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A face shown to the world

We re-publish the editorial of the “Newspaper of Brescia” from the front page of the Sunday, May 1st edition.

The curtain which hung from the central loggia of the Basilica of Saint Peter’s for the entire day on Saturday, this morning will be raised. And as soon as Pope Ratzinger proclaims in Latin the formula for beatification of his immediate predecessor – an unprecedented event in the last ten centuries – the face of John Paul II imprinted on the tapestry prepared for the ceremony, will appear before the eyes of the thronging crowd below.

The liturgy of the Church is a treasure chest, at once ancient and new. The ritual of a celebration like the one today is no exception, which, in officially confirming the sanctity of the life of the Polish Pontiff, serves as an example for believers and non-believers. It is a ritual rich in words and gestures of great significance, far from the desolate communicative atrophy which characterizes the language of our times.

Read with attentive eyes, one understands that the beatification of John Paul II is not just an event “internal” to the Catholic Church, even if universally amplified by its media resonance. It is no coincidence that at the moment in which the apostolic authority of the Pope is pronounced, the figure of the newly beatified will be shown – in a visible way – to the whole of humanity. To confirm that each person, even one who does not share the faith, can find in his own personal story a real answer to the essential questions of man.

The ritual in St. Peter’s Square, therefore, is not a sort of self-consolation for devotees and faithful. In this case, numbers and statistics, as impressive as they are, serve little. What counts, rather, is the concreteness of a message which goes straight to the heart of the world. A world in which Karol Wojtyla – as a Christian lay person, priest, bishop and Pontiff – lived fully, without compromise or artificial separations. He experienced first-hand dark, and at times, dramatic events:  first the war and the horrors of Nazism, then a suffocating totalitarianism and finally the suffering of the assassination attempt and subsequent illness throughout his pontificate.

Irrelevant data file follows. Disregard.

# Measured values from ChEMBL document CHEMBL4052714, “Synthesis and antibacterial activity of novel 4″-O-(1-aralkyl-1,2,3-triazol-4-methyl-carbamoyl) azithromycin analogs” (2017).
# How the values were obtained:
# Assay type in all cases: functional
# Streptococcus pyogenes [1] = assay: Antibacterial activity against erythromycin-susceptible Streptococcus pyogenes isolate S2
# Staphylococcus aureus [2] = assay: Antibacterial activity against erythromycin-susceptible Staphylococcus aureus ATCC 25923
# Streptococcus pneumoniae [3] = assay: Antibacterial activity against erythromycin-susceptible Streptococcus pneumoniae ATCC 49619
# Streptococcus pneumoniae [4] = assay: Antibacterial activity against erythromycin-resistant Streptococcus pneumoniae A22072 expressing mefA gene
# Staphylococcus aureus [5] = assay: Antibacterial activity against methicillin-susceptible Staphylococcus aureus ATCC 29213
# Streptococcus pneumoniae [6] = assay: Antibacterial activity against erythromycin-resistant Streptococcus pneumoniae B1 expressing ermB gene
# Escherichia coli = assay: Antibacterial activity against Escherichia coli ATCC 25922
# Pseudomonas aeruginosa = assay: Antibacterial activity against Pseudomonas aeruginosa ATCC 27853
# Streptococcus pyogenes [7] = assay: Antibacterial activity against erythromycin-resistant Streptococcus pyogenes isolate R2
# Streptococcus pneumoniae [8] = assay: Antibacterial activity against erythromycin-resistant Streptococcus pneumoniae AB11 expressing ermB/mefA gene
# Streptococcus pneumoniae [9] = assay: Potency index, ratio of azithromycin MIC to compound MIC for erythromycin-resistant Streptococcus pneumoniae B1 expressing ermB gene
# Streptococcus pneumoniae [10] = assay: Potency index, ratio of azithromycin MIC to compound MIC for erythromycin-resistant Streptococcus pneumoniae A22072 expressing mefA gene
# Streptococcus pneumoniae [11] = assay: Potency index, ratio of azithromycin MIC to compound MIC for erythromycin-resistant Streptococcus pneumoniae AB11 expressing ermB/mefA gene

It is precisely in these moments that the figure of the newly beatified appeared closest and most familiar. Above all to believers, who found in his teaching a sure guide in their journey of faith. But also for all those who, unprejudiced, recognized his passionate commitment for the human person and in defense of life. A defense of life which for John Paul II was always inseparable from spiritual depth and evangelical courage. Because of this, Paul VI availed himself of the late Pope’s collaboration on the commission for Humanae vitae (1968) to which he made an important contribution.

Karol Wojtyla remained very attached to the Pope from Concesio, Brescia, returning to the area twice as Pontiff in Paul VI’s memory. On September 19, 1998 in the square dedicated to Papa Montini, John Paul II said, “he was a sure guide of Peter’s boat in times not easy for the Church and humanity, always animated by a strong and profound love for Christ and an ardent desire to announce Him to the contemporary world.”

PRINTED EDITION

 

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St. Peter’s Square

Nov. 15, 2019

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